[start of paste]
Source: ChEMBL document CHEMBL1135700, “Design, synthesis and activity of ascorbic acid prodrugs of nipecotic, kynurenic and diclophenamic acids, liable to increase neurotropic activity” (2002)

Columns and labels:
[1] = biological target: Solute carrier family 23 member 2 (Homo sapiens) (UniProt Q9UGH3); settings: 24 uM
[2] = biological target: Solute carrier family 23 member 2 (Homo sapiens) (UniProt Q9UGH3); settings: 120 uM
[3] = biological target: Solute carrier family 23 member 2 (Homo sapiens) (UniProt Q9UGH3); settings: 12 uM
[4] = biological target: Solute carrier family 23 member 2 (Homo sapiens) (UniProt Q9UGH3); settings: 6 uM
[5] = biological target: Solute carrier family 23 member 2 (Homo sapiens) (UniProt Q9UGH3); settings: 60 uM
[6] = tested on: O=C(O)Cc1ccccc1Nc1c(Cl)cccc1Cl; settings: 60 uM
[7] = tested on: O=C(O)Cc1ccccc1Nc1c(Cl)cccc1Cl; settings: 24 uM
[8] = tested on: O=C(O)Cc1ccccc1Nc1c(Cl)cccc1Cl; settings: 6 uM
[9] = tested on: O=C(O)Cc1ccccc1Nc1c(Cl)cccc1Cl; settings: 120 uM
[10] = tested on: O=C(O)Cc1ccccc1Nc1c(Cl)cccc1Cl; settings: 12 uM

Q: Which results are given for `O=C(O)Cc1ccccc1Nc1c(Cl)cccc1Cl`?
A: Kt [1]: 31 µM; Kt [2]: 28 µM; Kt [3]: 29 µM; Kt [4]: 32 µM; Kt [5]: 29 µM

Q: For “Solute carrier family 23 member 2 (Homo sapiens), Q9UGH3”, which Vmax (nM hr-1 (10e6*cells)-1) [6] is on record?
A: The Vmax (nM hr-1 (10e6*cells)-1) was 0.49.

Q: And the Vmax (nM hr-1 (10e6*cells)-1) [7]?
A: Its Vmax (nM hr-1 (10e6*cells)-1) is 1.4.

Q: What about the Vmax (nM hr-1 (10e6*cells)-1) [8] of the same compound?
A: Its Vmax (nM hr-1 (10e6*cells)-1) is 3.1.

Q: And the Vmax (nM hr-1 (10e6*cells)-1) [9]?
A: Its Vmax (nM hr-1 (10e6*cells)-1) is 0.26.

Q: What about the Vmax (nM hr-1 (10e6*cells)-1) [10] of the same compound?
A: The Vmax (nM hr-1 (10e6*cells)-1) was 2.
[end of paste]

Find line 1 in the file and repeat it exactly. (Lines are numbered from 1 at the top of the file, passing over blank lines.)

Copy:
Source: ChEMBL document CHEMBL1135700, “Design, synthesis and activity of ascorbic acid prodrugs of nipecotic, kynurenic and diclophenamic acids, liable to increase neurotropic activity” (2002)